Sir James George Frazer > The Golden Bough > Page 154
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Sir James George Frazer (1854–1941).  The Golden Bough.  1922.

Page 154
 
were marked by coarser features, which were probably of the essence of the rites. Indeed, among the rude Esthonian peasantry these features seem to have lingered down to our own generation, if not to the present day. One other feature in the Roman celebration of Midsummer deserves to be specially noticed. The custom of rowing in flower-decked boats on the river on this day proves that it was to some extent a water festival; and water has always, down to modern times, played a conspicuous part in the rites of Midsummer Day, which explains why the Church, in throwing its cloak over the old heathen festival, chose to dedicate it to St. John the Baptist.
  The hypothesis that the Latin kings may have been begotten at an annual festival of love is necessarily a mere conjecture, though the traditional birth of Numa at the festival of the Parilia, when shepherds leaped across the spring bonfires, as lovers leap across the Midsummer fires, may perhaps be thought to lend it a faint colour of probability. But it is quite possible that the uncertainty as to their fathers may not have arisen till long after the death of the kings, when their figures began to melt away into the cloudland of fable, assuming fantastic shapes and gorgeous colouring as they passed from earth to heaven. If they were alien immigrants, strangers and pilgrims in the land they ruled over, it would be natural enough that the people should forget their lineage, and forgetting it should provide them with another, which made up in lustre what it lacked in truth. The final apotheosis, which represented the kings not merely as sprung from gods but as themselves deities incarnate, would be much facilitated if in their lifetime, as we have seen reason to think, they had actually laid claim to divinity.
  If among the Latins the women of royal blood always stayed at home and received as their consorts men of another stock, and often of another country, who reigned as kings in virtue of their marriage with a native princess, we can understand not only why foreigners wore the crown at Rome, but also why foreign names occur in the list of the Alban kings. In a state of society where nobility is reckoned only through women—in other words, where descent through the mother is everything, and descent through the father is nothing—no objection will be felt to uniting girls of the highest rank to men of humble birth, even to aliens or slaves, provided that in themselves the men appear to be suitable mates. What really matters is that the royal stock, on which the prosperity and even the existence of the people is supposed to depend, should be perpetuated in a vigorous and efficient form, and for this purpose it is necessary that the women of the royal family should bear children to men who are physically and mentally fit, according to the standard of early society, to discharge the important duty of procreation. Thus the personal qualities of the kings at this stage of social evolution are deemed of vital importance. If they, like their consorts, are of royal and divine descent, so much the better; but it is not essential that they should be so.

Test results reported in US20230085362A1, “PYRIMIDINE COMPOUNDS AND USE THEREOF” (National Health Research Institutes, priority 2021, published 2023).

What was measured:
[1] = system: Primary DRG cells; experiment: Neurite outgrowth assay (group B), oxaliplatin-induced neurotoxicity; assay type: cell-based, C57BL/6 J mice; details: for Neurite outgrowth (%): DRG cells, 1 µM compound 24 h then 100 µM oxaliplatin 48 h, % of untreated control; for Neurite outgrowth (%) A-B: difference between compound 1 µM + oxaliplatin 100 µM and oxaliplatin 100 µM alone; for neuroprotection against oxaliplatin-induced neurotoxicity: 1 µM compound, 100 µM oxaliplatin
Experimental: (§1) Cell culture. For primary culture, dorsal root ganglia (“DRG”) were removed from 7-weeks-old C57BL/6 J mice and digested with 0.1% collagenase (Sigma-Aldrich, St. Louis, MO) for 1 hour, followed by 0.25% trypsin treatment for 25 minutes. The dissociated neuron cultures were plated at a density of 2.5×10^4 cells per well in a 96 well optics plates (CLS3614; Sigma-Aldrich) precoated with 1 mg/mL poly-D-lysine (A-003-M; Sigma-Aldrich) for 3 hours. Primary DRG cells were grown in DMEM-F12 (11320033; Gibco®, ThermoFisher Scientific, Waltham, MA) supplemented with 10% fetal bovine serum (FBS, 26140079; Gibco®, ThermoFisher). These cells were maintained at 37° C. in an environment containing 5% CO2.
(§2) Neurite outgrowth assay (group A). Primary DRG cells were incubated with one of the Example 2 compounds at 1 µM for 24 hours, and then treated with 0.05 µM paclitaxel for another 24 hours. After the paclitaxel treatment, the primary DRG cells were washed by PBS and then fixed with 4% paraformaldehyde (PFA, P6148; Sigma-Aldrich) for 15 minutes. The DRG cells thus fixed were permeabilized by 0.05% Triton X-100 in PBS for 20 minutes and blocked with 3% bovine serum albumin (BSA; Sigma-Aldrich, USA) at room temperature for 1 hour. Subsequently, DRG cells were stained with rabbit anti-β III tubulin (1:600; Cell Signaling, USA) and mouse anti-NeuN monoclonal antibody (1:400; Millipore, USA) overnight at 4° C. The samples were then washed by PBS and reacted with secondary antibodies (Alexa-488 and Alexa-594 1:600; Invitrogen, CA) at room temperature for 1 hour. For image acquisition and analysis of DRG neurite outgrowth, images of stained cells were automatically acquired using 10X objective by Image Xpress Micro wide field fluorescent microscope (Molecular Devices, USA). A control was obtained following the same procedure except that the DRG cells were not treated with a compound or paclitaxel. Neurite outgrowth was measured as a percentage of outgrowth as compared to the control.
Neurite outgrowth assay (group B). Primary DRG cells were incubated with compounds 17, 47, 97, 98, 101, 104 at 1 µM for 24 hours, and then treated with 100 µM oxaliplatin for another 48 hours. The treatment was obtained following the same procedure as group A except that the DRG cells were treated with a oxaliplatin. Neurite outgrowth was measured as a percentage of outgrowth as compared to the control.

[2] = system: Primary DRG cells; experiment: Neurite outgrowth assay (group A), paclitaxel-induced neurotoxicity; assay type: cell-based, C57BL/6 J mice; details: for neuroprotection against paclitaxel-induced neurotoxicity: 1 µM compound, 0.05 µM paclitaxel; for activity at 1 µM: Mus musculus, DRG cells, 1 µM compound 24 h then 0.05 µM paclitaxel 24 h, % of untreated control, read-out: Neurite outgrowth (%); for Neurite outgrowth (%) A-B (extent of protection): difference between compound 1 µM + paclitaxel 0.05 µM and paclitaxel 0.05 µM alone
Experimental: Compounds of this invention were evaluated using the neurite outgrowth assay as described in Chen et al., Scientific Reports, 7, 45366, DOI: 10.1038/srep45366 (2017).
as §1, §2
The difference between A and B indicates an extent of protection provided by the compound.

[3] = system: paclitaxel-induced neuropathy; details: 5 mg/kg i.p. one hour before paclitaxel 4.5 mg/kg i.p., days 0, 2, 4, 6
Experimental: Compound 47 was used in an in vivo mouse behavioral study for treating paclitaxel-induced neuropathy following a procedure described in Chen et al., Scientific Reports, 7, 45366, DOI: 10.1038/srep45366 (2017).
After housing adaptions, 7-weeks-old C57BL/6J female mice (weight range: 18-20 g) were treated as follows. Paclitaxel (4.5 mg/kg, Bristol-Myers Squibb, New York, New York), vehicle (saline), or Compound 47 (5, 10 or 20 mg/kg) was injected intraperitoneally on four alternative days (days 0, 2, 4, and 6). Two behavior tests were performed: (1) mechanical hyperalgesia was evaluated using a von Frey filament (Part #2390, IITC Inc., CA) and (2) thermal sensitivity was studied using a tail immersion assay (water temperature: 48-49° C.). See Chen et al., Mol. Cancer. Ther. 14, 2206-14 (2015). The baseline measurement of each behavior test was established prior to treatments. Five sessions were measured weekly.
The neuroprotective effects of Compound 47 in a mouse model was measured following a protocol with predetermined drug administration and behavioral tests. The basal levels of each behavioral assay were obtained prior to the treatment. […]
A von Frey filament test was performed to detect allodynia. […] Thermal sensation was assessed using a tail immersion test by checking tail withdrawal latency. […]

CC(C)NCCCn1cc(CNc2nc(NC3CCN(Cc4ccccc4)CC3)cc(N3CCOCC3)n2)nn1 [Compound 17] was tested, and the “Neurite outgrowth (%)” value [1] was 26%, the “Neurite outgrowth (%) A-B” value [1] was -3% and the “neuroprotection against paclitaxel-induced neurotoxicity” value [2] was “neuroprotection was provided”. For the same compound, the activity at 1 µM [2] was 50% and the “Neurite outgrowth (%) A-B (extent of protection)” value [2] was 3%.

At Athens, as at Rome, we find traces of succession to the throne

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